The Kremlin’s foreign ministry spokeswoman called it a “provocation” aimed at pressuring Beijing and reiterated Russian support for Beijing’s One China principle.
Earlier on Tuesday, Pelosi visited Malaysia, having begun her Asia tour in Singapore on Monday. Her office said she would also go to South Korea and Japan but made no mention of a Taiwan visit.
The U.S. Air Force plane that flew Pelosi to Malaysia headed towards Borneo on Tuesday before turning north to the Philippines, tracking website Flightradar24 showed on Tuesday. Reuters could not establish if Pelosi was on flight SPAR19.
Taiwan’s Defence Ministry said it had a full grasp of military activities near Taiwan and that it would dispatch forces appropriately in reaction to “enemy threats”.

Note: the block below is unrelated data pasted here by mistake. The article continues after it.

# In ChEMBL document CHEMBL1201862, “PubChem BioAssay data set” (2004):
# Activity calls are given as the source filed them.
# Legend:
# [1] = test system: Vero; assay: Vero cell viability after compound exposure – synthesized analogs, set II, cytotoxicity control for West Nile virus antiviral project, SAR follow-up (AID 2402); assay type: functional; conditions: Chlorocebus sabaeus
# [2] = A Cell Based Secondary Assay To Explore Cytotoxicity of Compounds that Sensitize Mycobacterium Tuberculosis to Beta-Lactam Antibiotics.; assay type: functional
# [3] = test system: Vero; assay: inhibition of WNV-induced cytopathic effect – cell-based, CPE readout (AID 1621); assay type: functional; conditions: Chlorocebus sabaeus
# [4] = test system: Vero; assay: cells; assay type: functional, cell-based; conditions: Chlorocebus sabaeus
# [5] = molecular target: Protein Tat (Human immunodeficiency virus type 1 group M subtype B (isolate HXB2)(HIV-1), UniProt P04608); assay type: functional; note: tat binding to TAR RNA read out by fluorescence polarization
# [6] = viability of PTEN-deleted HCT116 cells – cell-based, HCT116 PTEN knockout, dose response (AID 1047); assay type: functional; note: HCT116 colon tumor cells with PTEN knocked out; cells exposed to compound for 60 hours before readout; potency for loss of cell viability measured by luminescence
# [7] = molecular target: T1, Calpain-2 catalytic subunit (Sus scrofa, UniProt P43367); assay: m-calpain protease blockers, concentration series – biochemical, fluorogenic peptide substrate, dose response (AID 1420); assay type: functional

China’s defence and foreign ministries did not respond to requests for comment.
In the southeastern Chinese city of Xiamen, which lies opposite Taiwan and has a large military presence, residents reported sightings of armoured vehicles.
Chinese social media was abuzz with both trepidation about potential conflict and patriotic fervour.
“Faced with reckless U.S. disregard of China’s repeated and serious representations, any countermeasures taken by the Chinese side will be justified and necessary, which is also the right of any independent and sovereign country,” foreign ministry spokesperson Hua Chunying told a daily briefing in Beijing.
During a phone call last Thursday, Chinese President Xi Jinping warned U.S. President Joe Biden that Washington should abide by the one-China principle and “those who play with fire will perish by it”.